Kenshi-kai Okinawa Goju-Ryu
North America Headquarters 

"Preserving The Old Ways"

A Brief History

The Fighting Arts have been around since the beginning of time.  Fighting has always been a human instinct which has remained with us throughout the times.  As time went on it has been technically developed, systemized to form the present Martial Arts, which can be found practically in every culture.  This is what happened to the indigenous Okinawan Life-protection Art known as “Te” (Ti or Di in Okinawan dialect) meaning Hand.

“Te” resembled Okinawan folklore dance and some of its content consisted of Atemi (striking), Tuite (grab hand), and Kyusho-jutsu (vital points art), as well as Nage (throwing). 

The RyuKyu's Islands are a small chain of islands located between Japan and China.  The largest and most famous of these islands is Okinawa.  Because of their strategic location it was a trading center for China and other Asian country.  During those times Okinawa had a good relationship with China and China influences their culture, as well as their Life-protection Art.

Karate was born when there indigenous Art of “Te” (hand) was infused with Chinese Martial Arts and other Asian Arts.  The Chinese forms (kata) were integrated and modified and Karate was born.

Te became regionalized when it roughly divided into three distinct forms, Shuri-Te, Naha-Te and Tomari-Te. (These were towns located around Shuri Castle.)  These weren't names of styles but rather references to distinguish differences in applications, kata and philosophies.  It wasn't until the late 1800's to early 1900's that karate took official names to describe or to differentiate styles.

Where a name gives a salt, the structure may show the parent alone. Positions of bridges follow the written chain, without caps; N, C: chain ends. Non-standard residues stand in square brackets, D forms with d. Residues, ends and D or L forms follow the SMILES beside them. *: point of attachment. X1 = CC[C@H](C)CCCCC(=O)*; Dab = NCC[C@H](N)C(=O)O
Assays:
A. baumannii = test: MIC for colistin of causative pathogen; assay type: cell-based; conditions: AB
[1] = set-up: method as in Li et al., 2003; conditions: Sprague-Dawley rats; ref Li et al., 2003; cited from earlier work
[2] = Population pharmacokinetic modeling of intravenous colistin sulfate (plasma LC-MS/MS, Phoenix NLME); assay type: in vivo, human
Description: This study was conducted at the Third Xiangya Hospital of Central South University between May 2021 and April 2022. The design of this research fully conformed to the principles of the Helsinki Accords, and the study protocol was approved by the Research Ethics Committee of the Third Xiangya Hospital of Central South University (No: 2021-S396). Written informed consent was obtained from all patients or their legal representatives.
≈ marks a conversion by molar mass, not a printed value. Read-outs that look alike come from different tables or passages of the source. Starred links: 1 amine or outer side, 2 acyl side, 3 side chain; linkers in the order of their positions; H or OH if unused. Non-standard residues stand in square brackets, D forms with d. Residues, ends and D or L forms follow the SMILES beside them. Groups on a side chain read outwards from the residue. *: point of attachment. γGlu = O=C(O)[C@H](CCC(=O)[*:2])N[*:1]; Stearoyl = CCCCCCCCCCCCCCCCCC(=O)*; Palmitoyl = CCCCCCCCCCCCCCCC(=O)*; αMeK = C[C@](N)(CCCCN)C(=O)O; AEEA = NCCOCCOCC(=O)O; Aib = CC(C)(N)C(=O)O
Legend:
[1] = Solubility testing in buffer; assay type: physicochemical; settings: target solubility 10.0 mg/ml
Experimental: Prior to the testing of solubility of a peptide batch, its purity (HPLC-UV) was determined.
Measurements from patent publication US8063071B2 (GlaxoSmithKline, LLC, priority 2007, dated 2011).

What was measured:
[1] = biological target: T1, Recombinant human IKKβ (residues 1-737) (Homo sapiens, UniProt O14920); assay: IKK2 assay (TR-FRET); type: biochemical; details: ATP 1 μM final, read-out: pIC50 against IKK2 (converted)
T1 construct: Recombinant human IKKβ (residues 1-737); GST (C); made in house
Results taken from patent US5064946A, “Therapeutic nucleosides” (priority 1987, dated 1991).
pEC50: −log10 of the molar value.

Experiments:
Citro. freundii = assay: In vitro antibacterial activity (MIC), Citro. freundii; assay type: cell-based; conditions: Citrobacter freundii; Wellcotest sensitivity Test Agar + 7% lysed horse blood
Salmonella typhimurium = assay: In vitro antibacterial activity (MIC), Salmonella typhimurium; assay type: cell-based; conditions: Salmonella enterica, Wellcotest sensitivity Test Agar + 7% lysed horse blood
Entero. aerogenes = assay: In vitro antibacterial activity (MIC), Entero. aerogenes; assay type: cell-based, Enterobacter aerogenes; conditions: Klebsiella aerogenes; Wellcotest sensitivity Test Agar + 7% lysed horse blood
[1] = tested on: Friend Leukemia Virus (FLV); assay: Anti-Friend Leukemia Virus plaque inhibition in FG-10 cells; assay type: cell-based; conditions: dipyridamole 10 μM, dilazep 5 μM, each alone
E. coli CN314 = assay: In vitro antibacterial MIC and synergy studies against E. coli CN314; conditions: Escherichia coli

The Kanji or Chinese ideogram for “Kara” meaning China was used out of respect for the Chinese.  So Kara-te meant China Hand.

After the Meiji Restoration, Okinawa was under the rule of Japan.  The Chinese ideogram for “Kara” meaning China was changed to “Kara, Ku” meaning open/vastness.

Today Karate literally means "Open hand" which refers to the physical means of hand movement and physical characteristics of the hand; which, when combined together represent human nature.  That is to say, that, karate should be a natural movement – for example, just as in walking.  The natural movements in Karate are typical in the old ways of karate.

Karate is often misinterpreted as empty hand.  This is wrong; it’s suggesting that there is no substance, or movement in the hand.

Today there are many styles of karate.  These styles, although related, differ in philosophy, and interpretation of concepts.  Karate is now divided into 3 categories: Modern, Traditional, and Classical.  

At Budo Quest Martial Arts the emphasis is on Classical Karate, meaning uses actual fighting philosophy developed by the warrior class. Classical karate is real karate technique used to stop opponents in actual combat, not the controlled conditions of tournament play.

Higaonna Kanryo March 10, 1853 - December 1916

Grandmaster Higaonna Kanryo was born on March 10, 1853, in Naha, the capital of Okinawa.  His father, Kanyo, worked as a merchant sailing between the small islands of Okinawa trading everyday goods.  From a young age Higaonna Kanryo helped his father in this work and through the hard physical labor that was involved he developed a strong body.  Higaonna Kanryo was still in his teens when his father died suddenly.